Debt Awareness Week

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Debt Awareness Week

by James Postlethwaite, Marketing Officer – Connecting Choices

Today marks the start of debt awareness week which runs between 22 – 26 March. Debt awareness week first launched in 2014 and is about opening up the conversation to encourage people who need help or advice to seek it. This year is of significant importance as people’s finances have been under pressure more than ever due to the ongoing pandemic.

This week we have included tips you can use to help you if you are experiencing a debt problem.

credit cards in back pocket

8.3 million people in the UK were over-indebted and 22% of UK adults had less than £100 in savings which makes them highly vulnerable to a financial shock such as a job loss or an unexpected bill.

How many people are affected by debt?

According to the Money Advice Service it is estimated that 8.3 million people in the UK were over-indebted and 22% of UK adults had less than £100 in savings which makes them highly vulnerable to a financial shock such as a job loss or an unexpected bill. The pandemic has widened the gap as the average amount of debt owed in the UK per person now stands at £9,246 and 11.36% of new debt is due to furlough which has seen employee’s incomes drop. The cost of debt per furloughed employee due to furlough pay is now -£1,050 and 20% of people have taken out additional credit cards and loans to pay off COVID-19 debt.

(Sources: The Covid-19 Debt Index – How you can get Support and Money Advice Service – One in six people in the UK Burdened with financial difficulties.)

Do not be afraid to seek help

Taking the first step is always the hardest and recognising there is a problem. People face many barriers to discussing their debt problems such as feeling embarrassed or not knowing how to open up to their friends, family, or creditors about their situation. This can be the hardest step in your journey to being debt free due to emotional barriers.

If your debt is in crisis you need to seek advice from debt counselling organisations. These will be able to assist you with the best solution for your needs. This could be in the form of debt management plans (DMP), individual voluntary arrangement (IVA), debt relief orders (DROs) and bankruptcy as a last resort.

Debt counselling organisations you can contact:

Do a budget taking everything into account

Doing a budget is central to becoming debt free and should consider every single outgoing including earnings. This will give you an idea if there are any areas you can cut spending back on and use these funds to pay off part of your debts.  Using the calculator provided you will be able to work out your budget and identify areas you could save money.

Click here to calculate your budget

Managing your Credit Card

Credit cards can be useful tools when used correctly, however reliance on credit can soon make a small debt spiral out of control. By setting up a monthly direct debit preferably paying off the whole balance will make sure you do not forget to pay your bill on time and not incur additional interest charges. If you fail to make the minimum repayment this can affect your credit rating in the future and lead to higher interest rate charges increasing the amount you owe considerably.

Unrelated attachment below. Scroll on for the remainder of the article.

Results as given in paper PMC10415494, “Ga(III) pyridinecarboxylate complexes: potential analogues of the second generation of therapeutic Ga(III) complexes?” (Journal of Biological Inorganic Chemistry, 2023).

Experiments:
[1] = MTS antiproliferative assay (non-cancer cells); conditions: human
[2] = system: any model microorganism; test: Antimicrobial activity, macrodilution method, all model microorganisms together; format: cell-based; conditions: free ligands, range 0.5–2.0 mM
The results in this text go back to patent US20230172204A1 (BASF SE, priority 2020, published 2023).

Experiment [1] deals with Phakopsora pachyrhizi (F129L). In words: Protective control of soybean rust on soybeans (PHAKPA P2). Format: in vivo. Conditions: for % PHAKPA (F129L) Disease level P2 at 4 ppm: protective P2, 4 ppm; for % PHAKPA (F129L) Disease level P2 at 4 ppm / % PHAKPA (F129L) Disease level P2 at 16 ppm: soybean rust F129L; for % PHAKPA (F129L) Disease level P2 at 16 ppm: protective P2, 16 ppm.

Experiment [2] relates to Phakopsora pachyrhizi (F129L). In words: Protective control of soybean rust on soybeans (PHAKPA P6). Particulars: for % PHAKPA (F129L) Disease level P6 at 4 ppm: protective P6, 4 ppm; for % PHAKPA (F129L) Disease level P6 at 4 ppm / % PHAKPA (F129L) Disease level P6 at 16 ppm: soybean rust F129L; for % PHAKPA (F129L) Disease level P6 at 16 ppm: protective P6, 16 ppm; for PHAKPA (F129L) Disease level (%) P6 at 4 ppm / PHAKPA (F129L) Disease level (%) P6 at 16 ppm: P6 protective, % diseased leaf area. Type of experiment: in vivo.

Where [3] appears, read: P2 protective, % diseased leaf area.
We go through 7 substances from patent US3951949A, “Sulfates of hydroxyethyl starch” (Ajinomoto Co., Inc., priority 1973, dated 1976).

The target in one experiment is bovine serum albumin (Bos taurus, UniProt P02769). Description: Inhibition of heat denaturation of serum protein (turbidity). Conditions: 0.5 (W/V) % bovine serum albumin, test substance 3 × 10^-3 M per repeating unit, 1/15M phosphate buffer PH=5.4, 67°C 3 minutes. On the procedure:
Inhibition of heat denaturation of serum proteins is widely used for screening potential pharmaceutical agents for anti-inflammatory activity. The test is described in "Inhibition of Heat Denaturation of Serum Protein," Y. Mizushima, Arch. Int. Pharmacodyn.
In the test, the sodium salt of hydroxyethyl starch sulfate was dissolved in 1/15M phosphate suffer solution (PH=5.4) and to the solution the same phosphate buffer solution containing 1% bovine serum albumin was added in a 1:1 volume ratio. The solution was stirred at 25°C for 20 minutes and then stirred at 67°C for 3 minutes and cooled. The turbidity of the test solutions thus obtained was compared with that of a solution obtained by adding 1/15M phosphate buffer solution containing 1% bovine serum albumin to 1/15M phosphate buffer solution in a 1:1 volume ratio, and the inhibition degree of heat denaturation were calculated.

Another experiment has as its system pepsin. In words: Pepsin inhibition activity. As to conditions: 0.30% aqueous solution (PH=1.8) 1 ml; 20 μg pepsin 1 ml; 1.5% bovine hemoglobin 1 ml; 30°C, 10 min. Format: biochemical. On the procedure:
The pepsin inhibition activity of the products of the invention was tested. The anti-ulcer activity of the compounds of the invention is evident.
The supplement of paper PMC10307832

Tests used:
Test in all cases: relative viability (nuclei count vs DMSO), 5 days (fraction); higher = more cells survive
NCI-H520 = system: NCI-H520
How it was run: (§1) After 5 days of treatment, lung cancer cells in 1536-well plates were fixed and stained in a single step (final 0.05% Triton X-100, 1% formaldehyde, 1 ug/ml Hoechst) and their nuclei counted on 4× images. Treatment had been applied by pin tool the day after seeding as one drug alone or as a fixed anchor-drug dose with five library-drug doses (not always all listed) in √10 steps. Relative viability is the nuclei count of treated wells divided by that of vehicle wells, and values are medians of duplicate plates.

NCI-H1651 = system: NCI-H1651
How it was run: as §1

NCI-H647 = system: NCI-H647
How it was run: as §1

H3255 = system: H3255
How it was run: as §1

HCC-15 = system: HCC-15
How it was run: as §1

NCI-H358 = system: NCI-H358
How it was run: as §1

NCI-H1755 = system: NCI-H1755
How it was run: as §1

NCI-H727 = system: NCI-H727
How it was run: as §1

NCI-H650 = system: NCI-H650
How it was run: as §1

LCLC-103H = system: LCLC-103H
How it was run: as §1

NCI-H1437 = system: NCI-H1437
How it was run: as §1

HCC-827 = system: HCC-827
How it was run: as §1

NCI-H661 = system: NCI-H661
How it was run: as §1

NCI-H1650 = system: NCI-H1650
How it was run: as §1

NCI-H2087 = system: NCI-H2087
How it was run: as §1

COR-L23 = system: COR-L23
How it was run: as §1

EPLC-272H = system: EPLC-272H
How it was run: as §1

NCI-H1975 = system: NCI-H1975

Click here to read this article from StepChange outlining everything you need to know about managing your credit card.

Prioritise your debts

Make sure you cover the minimum payment on every debt you have to avoid default charges and protect your credit rating. After this you should then pay the most expensive debt first depending on charges and interest rate.

Sell unwanted items

Selling unwanted items can raise money to pay off small parts of your debt. By de-cluttering your home you are not only adding extra money but by clearing the space in your home it can improve your mental wellbeing.

Click here for help to de-clutter your home

Identify your triggers

Once you have your finances on track it is important keep track of all your spending habits. By putting money into allocated pots for each area it will ensure you do not overspend and will have to wait until next month to buy again. Identifying your spending triggers will also help you to develop better money management skills, which will give you more disposable income in the longer term.

How Connecting Choices can help

The Connecting Choices programme can help participants financially in the following ways:

  • Support with budgeting and money saving ideas.
  • Signposting to other support agencies and help with raising DROs.
  • Assistance with utility providers and help with contacting them by looking at schemes available to participants with utility arrears, debts or changing tariffs.
  • Help with applying for benefits.

If you know someone in Stoke-on-Trent, Staffordshire Moorlands or Newcastle-under-Lyme that we can support please contact Natasha Church, Head of Service: or 07919 004301.

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